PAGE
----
Monday, August 3, 2015

MWACT to Meet Thursday, Updates on the STIP and ARTS - updated

Our local area commission on transportation, MWACT, the Mid-Willamette Valley Area Commission on Transportation, meets on Thursday, and it remains astonishing that given the importance of agriculture to Yamhill, Polk, and Marion counties, drought, heat, harvest dates, and climate change don't seem to register much. (Full agenda and meeting packet here.)

You might have seen a couple of front-pagers over the weekend.

The articles, unfortunately, don't make any attempt to relate the summer's weather to larger climate change, to put our local conditions into a larger context of time and space.

But the information is out there, and at some point folks will realize that the argument is not abstract, and can be felt directly. And that this should have great implications for our transportation planning. (But, you know, sooner rather than later please?)

At the last MWACT meeting in June, ODOT gave an update on the new Bike/Ped plan in process.

Fortunately Cathy Clark of Keizer noted that "bike and pedestrian projects are important in being able to meet state greenhouse gas reduction targets" and asked for more funding.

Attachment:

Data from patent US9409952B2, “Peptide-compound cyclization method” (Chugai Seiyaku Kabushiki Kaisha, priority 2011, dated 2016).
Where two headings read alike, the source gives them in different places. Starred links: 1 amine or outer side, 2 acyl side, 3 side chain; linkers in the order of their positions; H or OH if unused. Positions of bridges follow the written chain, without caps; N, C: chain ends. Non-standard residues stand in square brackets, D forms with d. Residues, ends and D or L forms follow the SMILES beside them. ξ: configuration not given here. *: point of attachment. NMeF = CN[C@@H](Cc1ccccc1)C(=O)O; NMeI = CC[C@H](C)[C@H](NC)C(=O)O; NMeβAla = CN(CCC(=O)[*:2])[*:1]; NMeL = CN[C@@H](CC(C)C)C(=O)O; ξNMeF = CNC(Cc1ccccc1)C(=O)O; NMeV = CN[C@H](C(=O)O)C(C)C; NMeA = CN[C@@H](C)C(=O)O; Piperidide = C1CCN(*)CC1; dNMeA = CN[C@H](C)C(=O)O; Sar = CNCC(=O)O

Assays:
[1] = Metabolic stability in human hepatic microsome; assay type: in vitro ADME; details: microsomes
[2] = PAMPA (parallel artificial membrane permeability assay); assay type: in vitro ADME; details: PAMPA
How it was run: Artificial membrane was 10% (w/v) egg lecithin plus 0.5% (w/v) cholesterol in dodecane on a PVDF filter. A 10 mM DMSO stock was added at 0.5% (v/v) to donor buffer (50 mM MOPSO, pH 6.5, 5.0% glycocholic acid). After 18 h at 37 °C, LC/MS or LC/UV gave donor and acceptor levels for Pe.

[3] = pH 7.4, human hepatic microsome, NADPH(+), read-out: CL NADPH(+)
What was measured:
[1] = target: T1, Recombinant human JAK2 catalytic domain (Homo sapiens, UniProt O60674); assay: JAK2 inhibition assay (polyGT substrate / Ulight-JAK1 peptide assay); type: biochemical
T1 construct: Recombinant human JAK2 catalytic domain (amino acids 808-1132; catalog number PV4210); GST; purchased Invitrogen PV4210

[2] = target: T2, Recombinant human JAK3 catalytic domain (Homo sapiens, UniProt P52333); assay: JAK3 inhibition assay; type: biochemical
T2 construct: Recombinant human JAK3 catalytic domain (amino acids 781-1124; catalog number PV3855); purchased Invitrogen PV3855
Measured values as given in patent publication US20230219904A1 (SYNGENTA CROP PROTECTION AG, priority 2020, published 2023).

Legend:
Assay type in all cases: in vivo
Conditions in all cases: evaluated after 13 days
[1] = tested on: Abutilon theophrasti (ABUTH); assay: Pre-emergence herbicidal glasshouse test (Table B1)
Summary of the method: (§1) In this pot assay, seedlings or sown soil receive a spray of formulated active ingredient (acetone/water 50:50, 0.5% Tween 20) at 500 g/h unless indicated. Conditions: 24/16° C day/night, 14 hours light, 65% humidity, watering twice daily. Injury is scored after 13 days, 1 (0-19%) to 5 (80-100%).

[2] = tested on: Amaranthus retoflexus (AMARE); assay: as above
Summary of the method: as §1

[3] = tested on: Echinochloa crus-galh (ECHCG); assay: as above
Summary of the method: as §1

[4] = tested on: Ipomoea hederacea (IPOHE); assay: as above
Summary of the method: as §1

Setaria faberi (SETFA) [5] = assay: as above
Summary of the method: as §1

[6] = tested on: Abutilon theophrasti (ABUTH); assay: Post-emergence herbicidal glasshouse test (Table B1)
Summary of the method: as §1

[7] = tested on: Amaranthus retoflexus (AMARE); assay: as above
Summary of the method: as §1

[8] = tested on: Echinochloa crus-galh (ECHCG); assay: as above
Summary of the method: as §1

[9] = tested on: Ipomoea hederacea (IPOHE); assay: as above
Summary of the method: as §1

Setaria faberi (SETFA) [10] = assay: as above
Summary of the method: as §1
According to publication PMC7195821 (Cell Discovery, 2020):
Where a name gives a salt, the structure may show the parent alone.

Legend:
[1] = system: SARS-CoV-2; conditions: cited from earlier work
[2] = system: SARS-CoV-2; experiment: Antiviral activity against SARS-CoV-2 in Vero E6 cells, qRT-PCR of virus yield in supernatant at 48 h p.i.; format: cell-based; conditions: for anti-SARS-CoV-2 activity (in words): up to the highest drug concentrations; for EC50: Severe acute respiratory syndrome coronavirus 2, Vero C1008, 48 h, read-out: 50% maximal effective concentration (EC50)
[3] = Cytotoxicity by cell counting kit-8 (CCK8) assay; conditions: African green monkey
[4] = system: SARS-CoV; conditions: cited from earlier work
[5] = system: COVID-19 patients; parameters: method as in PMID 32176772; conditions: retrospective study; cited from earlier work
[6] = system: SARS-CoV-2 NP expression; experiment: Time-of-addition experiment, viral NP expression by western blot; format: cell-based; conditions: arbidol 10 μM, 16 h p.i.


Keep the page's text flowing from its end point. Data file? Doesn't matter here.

But of course there is some funding out there, we just have to get over the hurdle of being willing to spend less for carbon-intensive drive-alone car trips and more for walking, biking, and busing. In some key ways one crux of the matter is reallocation, not simply finding new funding so that we can retain the same amount to support drive-alone trips.

In other comments there are the usual criticisms and canards about bicycling. It is also interesting that ODOT staff don't seem very keen on contesting factually errant or improbable statements.

On the meeting agenda is an update on the STIP, which appears largely to duplicate the update given to SKATS last week.

More interesting would be the update on the All Roads Transportation Safety program, but the meeting packet does not have any of the presentation materials or a report.

The City is applying for funding for a number of projects, including the proposed rapid flash beacons and crosswalks from the Commecial Vista project, and it would be interesting to learn more about the current state of ARTS at the state level.

Look for the historic sign
next to the entry
Other than the information items, there doesn't appear to be any action items of great significance on the agenda.

MWACT meets at 3:30 pm on Thursday the 6th at 100 High St. SE, Suite 200 above Bar Andaluz and Table Five08.